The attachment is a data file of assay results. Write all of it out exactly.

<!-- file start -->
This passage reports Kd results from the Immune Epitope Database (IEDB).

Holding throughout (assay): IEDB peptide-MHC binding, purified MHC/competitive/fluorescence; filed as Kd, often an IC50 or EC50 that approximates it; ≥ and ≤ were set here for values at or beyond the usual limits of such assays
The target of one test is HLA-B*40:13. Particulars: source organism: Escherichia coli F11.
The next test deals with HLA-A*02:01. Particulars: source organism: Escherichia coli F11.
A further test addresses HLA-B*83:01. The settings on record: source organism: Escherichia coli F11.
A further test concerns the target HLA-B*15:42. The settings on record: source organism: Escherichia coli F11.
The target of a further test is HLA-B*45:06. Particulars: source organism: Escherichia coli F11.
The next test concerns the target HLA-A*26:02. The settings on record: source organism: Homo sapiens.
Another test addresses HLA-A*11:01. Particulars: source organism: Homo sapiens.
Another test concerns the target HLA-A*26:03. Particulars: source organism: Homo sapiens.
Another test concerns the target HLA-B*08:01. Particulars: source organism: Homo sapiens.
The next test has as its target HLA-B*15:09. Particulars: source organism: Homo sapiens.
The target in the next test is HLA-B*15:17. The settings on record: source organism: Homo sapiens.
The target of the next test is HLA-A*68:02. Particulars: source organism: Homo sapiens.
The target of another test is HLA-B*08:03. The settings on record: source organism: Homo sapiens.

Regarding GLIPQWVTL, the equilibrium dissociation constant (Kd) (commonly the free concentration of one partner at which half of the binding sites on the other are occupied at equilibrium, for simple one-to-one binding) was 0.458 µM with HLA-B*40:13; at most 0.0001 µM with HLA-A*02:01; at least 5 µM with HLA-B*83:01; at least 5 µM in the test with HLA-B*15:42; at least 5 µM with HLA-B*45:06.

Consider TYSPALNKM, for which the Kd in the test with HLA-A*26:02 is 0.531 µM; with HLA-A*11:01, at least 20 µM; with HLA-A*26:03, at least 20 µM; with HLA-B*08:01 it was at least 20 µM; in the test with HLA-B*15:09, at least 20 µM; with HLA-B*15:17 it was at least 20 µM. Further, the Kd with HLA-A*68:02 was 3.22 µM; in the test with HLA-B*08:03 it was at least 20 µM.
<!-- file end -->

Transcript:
This passage reports Kd results from the Immune Epitope Database (IEDB).

Holding throughout (assay): IEDB peptide-MHC binding, purified MHC/competitive/fluorescence; filed as Kd, often an IC50 or EC50 that approximates it; ≥ and ≤ were set here for values at or beyond the usual limits of such assays
The target of one test is HLA-B*40:13. Particulars: source organism: Escherichia coli F11.
The next test deals with HLA-A*02:01. Particulars: source organism: Escherichia coli F11.
A further test addresses HLA-B*83:01. The settings on record: source organism: Escherichia coli F11.
A further test concerns the target HLA-B*15:42. The settings on record: source organism: Escherichia coli F11.
The target of a further test is HLA-B*45:06. Particulars: source organism: Escherichia coli F11.
The next test concerns the target HLA-A*26:02. The settings on record: source organism: Homo sapiens.
Another test addresses HLA-A*11:01. Particulars: source organism: Homo sapiens.
Another test concerns the target HLA-A*26:03. Particulars: source organism: Homo sapiens.
Another test concerns the target HLA-B*08:01. Particulars: source organism: Homo sapiens.
The next test has as its target HLA-B*15:09. Particulars: source organism: Homo sapiens.
The target in the next test is HLA-B*15:17. The settings on record: source organism: Homo sapiens.
The target of the next test is HLA-A*68:02. Particulars: source organism: Homo sapiens.
The target of another test is HLA-B*08:03. The settings on record: source organism: Homo sapiens.

Regarding GLIPQWVTL, the equilibrium dissociation constant (Kd) (commonly the free concentration of one partner at which half of the binding sites on the other are occupied at equilibrium, for simple one-to-one binding) was 0.458 µM with HLA-B*40:13; at most 0.0001 µM with HLA-A*02:01; at least 5 µM with HLA-B*83:01; at least 5 µM in the test with HLA-B*15:42; at least 5 µM with HLA-B*45:06.

Consider TYSPALNKM, for which the Kd in the test with HLA-A*26:02 is 0.531 µM; with HLA-A*11:01, at least 20 µM; with HLA-A*26:03, at least 20 µM; with HLA-B*08:01 it was at least 20 µM; in the test with HLA-B*15:09, at least 20 µM; with HLA-B*15:17 it was at least 20 µM. Further, the Kd with HLA-A*68:02 was 3.22 µM; in the test with HLA-B*08:03 it was at least 20 µM.